3. Comprehensive Planning (at least targeted planning). We need to engage in comprehensive planning (our Master Plan is outdated), at least with respect to flood mitigation and storm resiliency. There is no single solution, but there are many coordinated actions that can improve our situation with respect to flood and storm water (as well as power outages, heat, wind, and other issues).

Should Rye Recreation’s Nursery Field be considered as a potential location for a turf athletic field, yes or no?

Nathan: Nursery Field should be among a number of options considered for improving field space for Rye youth athletics. That said, Nursery Field became the focus for a new turf field years before Hurricane Ida and Tropical Storm Henri. As a Council, we should be looking at athletic field improvement opportunities with that recent and devastating experience in mind. We could be tasking the flood mitigation engineering firm we have already engaged, to assist in bringing the analysis of several potential field sites up to date. It would be better to consider sites and options based on our current flooding/weather outlook before continuing to spend significant taxpayer money developing a plan for one site-specific synthetic turf field based on pre-Ida/Henri analysis.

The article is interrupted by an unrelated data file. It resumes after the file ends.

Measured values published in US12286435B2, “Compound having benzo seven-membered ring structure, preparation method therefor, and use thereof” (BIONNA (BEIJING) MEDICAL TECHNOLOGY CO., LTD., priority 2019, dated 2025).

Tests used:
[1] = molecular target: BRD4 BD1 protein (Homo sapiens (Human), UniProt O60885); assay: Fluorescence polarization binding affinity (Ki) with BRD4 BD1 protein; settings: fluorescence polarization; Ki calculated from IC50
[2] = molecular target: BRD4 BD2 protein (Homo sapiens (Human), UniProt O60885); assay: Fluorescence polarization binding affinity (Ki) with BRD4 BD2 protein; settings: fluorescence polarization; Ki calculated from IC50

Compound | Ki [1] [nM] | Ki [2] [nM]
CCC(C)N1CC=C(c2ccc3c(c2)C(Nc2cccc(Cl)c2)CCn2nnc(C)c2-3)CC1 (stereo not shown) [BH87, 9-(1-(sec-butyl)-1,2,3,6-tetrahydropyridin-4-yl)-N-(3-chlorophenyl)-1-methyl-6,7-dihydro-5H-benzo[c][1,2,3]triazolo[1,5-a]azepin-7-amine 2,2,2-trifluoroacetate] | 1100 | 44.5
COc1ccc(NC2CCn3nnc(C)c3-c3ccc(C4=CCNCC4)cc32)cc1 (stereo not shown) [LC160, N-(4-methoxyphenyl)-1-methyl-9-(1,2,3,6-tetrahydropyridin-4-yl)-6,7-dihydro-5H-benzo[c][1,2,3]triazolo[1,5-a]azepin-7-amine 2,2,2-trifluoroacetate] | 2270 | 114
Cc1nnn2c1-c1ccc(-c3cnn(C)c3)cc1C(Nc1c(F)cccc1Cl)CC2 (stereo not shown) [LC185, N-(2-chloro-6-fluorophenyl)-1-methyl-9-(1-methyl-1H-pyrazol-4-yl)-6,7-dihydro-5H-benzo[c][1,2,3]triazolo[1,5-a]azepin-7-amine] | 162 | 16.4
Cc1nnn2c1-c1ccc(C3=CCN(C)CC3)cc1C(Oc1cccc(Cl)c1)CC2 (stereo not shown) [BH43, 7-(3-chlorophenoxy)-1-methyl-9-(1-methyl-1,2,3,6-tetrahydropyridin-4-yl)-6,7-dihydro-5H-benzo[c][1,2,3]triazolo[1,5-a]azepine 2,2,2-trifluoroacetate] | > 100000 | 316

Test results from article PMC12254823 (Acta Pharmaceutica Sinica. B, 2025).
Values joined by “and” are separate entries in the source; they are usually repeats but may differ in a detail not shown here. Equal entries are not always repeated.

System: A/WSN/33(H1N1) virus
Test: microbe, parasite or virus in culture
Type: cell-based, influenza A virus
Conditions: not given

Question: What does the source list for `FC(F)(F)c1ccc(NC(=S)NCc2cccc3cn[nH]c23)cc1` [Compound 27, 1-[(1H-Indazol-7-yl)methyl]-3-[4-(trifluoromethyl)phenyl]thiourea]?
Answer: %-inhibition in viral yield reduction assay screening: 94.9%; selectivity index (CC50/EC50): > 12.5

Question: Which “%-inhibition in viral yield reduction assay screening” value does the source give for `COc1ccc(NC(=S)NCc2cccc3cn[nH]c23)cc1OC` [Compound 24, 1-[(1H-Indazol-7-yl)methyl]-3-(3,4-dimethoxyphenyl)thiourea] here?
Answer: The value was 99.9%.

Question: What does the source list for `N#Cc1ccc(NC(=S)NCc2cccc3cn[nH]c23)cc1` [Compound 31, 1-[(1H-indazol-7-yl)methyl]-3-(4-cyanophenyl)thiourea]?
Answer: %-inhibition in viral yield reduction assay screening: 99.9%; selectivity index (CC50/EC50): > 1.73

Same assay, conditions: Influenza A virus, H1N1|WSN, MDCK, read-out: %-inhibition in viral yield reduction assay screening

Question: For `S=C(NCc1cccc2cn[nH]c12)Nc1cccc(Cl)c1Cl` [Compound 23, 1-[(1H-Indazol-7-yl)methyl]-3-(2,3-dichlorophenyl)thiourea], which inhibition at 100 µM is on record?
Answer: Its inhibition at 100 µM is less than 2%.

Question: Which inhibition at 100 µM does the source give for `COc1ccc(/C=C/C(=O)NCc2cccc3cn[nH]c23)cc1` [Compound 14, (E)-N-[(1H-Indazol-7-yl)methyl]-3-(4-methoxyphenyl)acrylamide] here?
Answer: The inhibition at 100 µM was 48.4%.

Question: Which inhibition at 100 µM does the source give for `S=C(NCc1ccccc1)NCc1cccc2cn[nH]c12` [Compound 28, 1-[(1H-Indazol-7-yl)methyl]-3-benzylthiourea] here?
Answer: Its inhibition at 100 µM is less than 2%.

Should Rye have more turf athletic fields, yes or no? 

Nathan: There is a high demand for athletic playing fields, and we should be looking at whether we can increase their number and how best to improve access and usability. What these fields should be made of is site specific. When I was on the Board of Education we worked successfully with the community to put a synthetic turf field in the Rye High School stadium. We considered other locations for synthetic turf fields, and, for a variety of site and fiscal reasons, we did not install more. Since then, there have been a lot of developments in turf fields, from synthetic to hybrid to natural. What is best is site specific.

What are the three biggest areas for cost containment with the City of Rye over the next 3-5 years? 


  1. Grants. The City Staff and Council have stepped up our grant writing capacity by investing in staff resources and using consultants. This is promising and has already brought in substantial funds for important infrastructure projects.
  2. Shared Resources. Shared resources, shared services, and partnerships. We need to keep I mind that the Rye City taxpayer funds our city, our schools, our county, and multiple nonprofit organizations. When we allocate our resources, we should be doing so in a manner that offers the biggest the bang for the buck, avoids overlapping spends, and leverages our taxpayers’ funds in coordination with the County, the two school districts, and the many nonprofits.